Despite attracting considerable publicity the English Defence League (EDL) remains under-researched and poorly understood, according to a study by YouGov and the Extremis Project. Little is known about wider public attitudes toward the movement that was founded in 2009, or potential sympathy for its values and/or provocative demonstrations. This contrasts sharply with a large body of research on other far right groups in Britain, like the British National Party (BNP).
The absence of reliable research on the EDL is particularly striking given the movement’s intention of increasing its involvement in elections, for example by contesting an elected police commissioner role in Bedford, on November 15 2012.
To probe the issue, and build on earlier insights by the think-tank Demos, the Extremis Project worked with YouGov to undertake a large-scale survey of a nationally representative sample of 1,682 British adults (a description of our methodology and the full results are below). The aim was to shed light on what the public think about the English Defence League, and to explore which groups in society are most receptive to the movement’s anti-Islam and anti-Muslim message.
Public attitudes toward the EDL
Unlike elsewhere in Europe, the far right in Britain has long been treated as a political pariah. Since 2001, for example, and despite a favourable climate that has included record levels of public concern over immigration, the far right in Britain – namely the BNP – persistently failed to convince large numbers of voters that it was a credible and legitimate alternative. But to what extent do the British public similarly view the EDL as a toxic insurgent?
Before answering this question, we first wanted to explore the extent to which people are actually aware of the movement, given that it was only founded in 2009 and has largely been excluded from mainstream political debate and media. Our findings mirror this fact, suggesting the EDL has struggled to communicate its ideas to the wider public and is far from a ‘household name’.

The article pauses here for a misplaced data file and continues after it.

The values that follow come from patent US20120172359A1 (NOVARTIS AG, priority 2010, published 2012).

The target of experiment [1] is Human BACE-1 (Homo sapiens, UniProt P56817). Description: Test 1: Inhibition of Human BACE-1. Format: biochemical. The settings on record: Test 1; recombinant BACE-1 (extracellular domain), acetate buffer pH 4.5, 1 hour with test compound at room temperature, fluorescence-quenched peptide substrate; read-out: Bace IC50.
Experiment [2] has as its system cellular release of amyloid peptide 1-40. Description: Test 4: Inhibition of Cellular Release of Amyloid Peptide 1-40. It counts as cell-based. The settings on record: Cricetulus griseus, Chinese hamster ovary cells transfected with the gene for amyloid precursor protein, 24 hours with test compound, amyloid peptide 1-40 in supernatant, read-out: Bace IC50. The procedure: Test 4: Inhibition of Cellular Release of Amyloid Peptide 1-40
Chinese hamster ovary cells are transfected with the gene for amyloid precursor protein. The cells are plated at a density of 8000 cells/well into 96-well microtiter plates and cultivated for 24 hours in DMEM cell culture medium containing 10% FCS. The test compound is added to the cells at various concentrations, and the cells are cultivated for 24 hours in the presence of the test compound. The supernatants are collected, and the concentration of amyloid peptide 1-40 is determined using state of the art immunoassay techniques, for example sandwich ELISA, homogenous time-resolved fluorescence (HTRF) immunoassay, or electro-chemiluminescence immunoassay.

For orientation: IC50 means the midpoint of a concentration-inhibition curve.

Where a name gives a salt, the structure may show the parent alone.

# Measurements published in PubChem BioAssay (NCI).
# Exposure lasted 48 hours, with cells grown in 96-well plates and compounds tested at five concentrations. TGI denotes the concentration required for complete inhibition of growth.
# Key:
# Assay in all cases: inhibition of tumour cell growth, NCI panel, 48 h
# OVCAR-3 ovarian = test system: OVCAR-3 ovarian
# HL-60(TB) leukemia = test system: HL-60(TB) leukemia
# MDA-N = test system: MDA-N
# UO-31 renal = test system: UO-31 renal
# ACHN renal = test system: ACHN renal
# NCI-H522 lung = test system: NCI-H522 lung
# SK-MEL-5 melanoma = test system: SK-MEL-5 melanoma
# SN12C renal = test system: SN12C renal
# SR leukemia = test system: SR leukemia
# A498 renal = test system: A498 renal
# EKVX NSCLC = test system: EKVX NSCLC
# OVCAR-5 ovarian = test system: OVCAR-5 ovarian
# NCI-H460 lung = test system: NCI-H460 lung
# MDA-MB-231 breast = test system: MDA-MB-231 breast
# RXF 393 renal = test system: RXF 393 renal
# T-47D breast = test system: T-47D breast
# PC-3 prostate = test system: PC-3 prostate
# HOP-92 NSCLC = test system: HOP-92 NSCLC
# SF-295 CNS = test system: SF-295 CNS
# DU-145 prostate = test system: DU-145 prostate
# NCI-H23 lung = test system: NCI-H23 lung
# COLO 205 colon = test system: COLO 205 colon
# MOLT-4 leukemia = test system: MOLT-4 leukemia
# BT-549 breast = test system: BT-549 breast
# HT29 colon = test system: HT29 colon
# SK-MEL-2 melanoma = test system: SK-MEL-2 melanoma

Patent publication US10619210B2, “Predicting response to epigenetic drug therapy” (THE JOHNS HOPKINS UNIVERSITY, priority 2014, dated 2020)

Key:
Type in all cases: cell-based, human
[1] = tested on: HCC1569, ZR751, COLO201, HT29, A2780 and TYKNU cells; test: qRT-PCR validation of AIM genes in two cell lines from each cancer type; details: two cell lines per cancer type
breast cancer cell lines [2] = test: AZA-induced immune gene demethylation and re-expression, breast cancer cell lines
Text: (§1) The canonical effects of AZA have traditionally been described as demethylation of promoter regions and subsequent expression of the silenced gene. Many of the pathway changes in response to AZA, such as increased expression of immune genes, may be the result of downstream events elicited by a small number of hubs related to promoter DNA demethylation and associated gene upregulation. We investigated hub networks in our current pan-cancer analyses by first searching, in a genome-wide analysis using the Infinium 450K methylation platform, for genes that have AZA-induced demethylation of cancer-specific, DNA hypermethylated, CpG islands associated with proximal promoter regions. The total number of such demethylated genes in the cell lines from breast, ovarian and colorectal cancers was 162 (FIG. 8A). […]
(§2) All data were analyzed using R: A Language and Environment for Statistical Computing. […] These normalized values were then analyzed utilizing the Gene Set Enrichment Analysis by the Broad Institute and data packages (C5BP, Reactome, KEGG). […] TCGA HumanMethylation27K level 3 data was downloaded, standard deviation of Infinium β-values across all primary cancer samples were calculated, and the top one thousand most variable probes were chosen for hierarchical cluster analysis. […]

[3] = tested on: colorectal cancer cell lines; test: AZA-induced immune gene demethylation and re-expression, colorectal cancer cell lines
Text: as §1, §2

In the survey, those who said they ‘have heard of them but are unsure what they stand for’ clearly outnumber those who said they ‘have heard of them and know exactly what they stand for’. In fact, more than two-fifths of respondents – or 42% of our sample – said that although they had heard of the English Defence League, they were unsure what the movement stands for. In contrast, only one-third had heard of the movement and were aware of its platform, while one-quarter had ‘never heard’ of the EDL.
It is also worth noting a significant gender gap in levels of awareness about the EDL: while 40% of men had heard of the group and claimed to know what it stands for, only 26% of women had a similar level of awareness. Meanwhile, the percentage of women who had never heard of the movement (26%) was over two-fold higher than the equivalent figure among men (10%). More generally, respondents aged between 18-24 years old, and those who are based in Scotland, London and northern England were the most likely to have heard of the EDL and know what it stands for.
Who is receptive?
To explore whether there is public sympathy for the movement, we asked respondents a series of further questions, but only to those who had heard of the EDL and know what they stand for –i.e. those people in our survey who are aware of the movement and its ideas. It makes little sense to ask questions about the EDL to people who have never heard of the movement. This reduced our overall number of respondents from over 1,600 to 548.
Among these 'EDL-aware' respondents, how likely would they be -if at all- to consider joining the organization? This question sheds some light on the extent of possible sympathy for the group. Similar to the reaction of the British public to other far right groups, however, we find that a clear and overwhelming majority perceive the EDL as a pariah: almost nine out of every ten respondent – or 85% of our EDL aware group – said they would 'never consider' joining. Only around one out of every ten respondent –or 11%- said they would consider joining, while 3% said they did not know whether or not they would consider joining.